Successful treatment of metastatic extramammary Paget's disease with pemetrexed monotherapy systemically and 5-fluorouracil topically

Abstract 
Advanced extramammary Paget's disease does not have a standardized treatment guideline as its incidence is low and has been rarely reported in literature. Here we describe a case of metastatic extramammary Paget's disease successfully treated with topical 5-fluorouracil (5-FU) and systemic pemetrexed. The therapy was safe without any appreciable adverse effects like diarrhea, rash, neutropenia or fatigue; maintaining remission for more than 6 months. Thus, we propose 5-FU and pemetrexed as the first-line therapy for advanced extramammary Paget's disease, especially for aged patients with unresectable skin lesions.

Evidence-Based Screening Recommendations for Occult Cancers in the Setting of Newly Diagnosed Extramammary Paget Disease

To identify the rates of associated and occult cancers in patients with extramammary Paget disease (EMPD) discovered using cancer screening methods at a tertiary medical center; to propose evidence-based cancer screening guidelines at the time of diagnosis of EMPD; and to clarify terminology associating EMPD with underlying malignancies.

All patients diagnosed with EMPD should undergo cancer screening. At minimum, evaluation should include age-appropriate screening and the addition of urine cytology, mammography, and prostate-specific antigen blood test—if not already performed—may be of particular use. An algorithm for evaluation of patients with newly diagnosed EMPD is proposed.

Metastatic Extramammary Paget’s Disease: Pathogenesis and Novel Therapeutic Approach

Metastatic EMPD is an aggressive skin adenocarcinoma with poor prognosis. Since current chemotherapeutic regimens are only moderately effective, improving clinical outcomes is imperative. The basic and translational research to date has provided an insight into the mechanisms promoting metastasis of EMPD that provide potential therapeutic targets for new drug development. Seemingly, Paget cells augment the ability of proliferation and survival by activating the RAS–RAF–MEK–ERK signaling, PI3K–AKT–mTOR signaling, or androgen–AR signaling. In addition, the interaction of Paget cells with other cells, such as LECs and CD163+Arg1+ macrophages in a tumor through the CXCR4–SDF-1 signaling and RANKL–RANK signaling, respectively, could establish a favorable tumor microenvironment to promote metastasis of Paget cells. Furthermore, recent genomic analysis of MMR has revealed that a decent percentage of EMPD comprises MMR-deficient EMPD cases that might achieve durable clinical response by an anti-PD-1 antibody. Hence, we are now beginning to understand multiple aspects involved in the pathogenesis of metastatic EMPD, and these findings will be sure to lead to better treatments for patients with metastatic EMPD in the future.

 

Efficacy of low-dose 5-fluorouracil/cisplatin therapy for invasive extramammary Paget’s disease

Extramammary Paget's disease (EMPD) is one of the cutaneous adenocarcinomas. The effective chemotherapy for advanced EMPD has not been established. This study was designed to evaluate the efficacy of combination 5‐fluorouracil (500 mg/body, 7 days/week) and cisplatin (5 mg/body 5 days/week) for invasive EMPD. Seventeen EMPD patients with multiple metastases who visited our dermatology clinic between October 2004 and May 2016 (mean age, 76.9 years; 10 men, seven women) were retrospectively analyzed. Eight EMPD patients underwent low‐dose 5‐fluorouracil/cisplatin therapy and nine patients chose best supportive care. The average number of treatment cycles was 12.3. All patients had a confirmed response, four (50%) showed a partial response, two (25%) stable disease and two progressive disease. The median times to progression‐free and overall survival were 25.0 and 77.4 weeks, respectively. There was no severe (grade 3 and 4) adverse event. Although not significant, the survival of the patients treated with low‐dose 5‐fluorouracil/cisplatin therapy showed a trend toward improved survival as compared with best supportive care (P = 0.08, log–rank test). This regimen had low risk and relatively high disease control rate, suggesting that this regimen be recommended as one of the treatment options for advanced EMPD.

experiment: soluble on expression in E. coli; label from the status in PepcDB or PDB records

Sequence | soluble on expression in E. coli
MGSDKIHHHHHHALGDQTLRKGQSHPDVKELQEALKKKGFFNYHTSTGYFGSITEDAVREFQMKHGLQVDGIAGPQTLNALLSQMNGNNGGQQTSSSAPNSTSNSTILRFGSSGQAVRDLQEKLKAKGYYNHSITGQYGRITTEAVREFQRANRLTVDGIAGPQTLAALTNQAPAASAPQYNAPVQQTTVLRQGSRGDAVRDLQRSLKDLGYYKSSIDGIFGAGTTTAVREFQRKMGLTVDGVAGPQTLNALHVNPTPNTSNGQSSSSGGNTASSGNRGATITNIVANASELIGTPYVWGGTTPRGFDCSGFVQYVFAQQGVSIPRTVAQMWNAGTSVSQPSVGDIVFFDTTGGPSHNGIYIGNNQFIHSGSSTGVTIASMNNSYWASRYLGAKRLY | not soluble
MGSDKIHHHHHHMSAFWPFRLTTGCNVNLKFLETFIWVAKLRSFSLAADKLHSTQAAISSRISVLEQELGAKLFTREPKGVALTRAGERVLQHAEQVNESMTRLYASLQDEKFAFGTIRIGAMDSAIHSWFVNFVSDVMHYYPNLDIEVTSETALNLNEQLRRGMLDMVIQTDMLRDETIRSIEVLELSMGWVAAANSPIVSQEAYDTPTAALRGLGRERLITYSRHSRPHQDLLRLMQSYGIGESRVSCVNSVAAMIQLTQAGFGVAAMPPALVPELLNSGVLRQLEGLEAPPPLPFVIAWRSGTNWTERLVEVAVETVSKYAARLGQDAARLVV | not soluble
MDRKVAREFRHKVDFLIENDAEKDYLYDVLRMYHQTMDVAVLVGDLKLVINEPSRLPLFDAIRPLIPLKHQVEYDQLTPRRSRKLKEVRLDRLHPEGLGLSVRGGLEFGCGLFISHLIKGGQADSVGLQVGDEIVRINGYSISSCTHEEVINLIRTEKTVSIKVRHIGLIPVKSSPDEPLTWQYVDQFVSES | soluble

Genito-Urinary Extramammary Pagets disease: Recognition and outcomes of distinct histological subtypes

ntroduction & Objectives: Genito-Urinary Extramammary Pagets Disease (EMPD) is a rare neoplasm that occurs in regions abundant in apocrine glands, or as a secondary intraepithelial spread of EMPD associated with another underlying carcinoma. The former occurs on peno-scrotal skin and can be in-situ or invasive. The latter occurs primarily on the inner precpuce or glans. Management and prognosis differ between these subtypes.

Extramammary Paget Disease of the Vulva: A Case Series Examining Treatment, Recurrence, and Malignant Transformation.

Patients with EMPD in this series have a high rate of recurrence. Many undergo multi-modal therapy often with multiple providers. However, patients experience relatively long disease-free intervals with a low rate of associated malignancy. We propose an algorithm for management that focuses on symptom control and minimizing morbidity of treatment intervention once invasive disease has been excluded.

Paget's Disease of the Vulva

Caucasian postmenopausal women are found to be more prone to Paget’s disease of the vulva. Symptoms include long-standing tenderness and itching, irritation, and burning sensation. Usually, symptoms are present for 2 years or even more before a diagnosis made. The lesions may be painful at times; however, some individuals are asymptomatic during diagnosis.

Though the appearance of the rash can create confusion with other similar vulvar rashes, biopsy typically provides a confirmation of the diagnosis. When Paget’s disease of the vulva is suspected, colonoscopy or cystoscopy is done as an additional diagnostic measure to look for cancers in the colon or bladder, respectively, if urinary or bowel symptoms are present.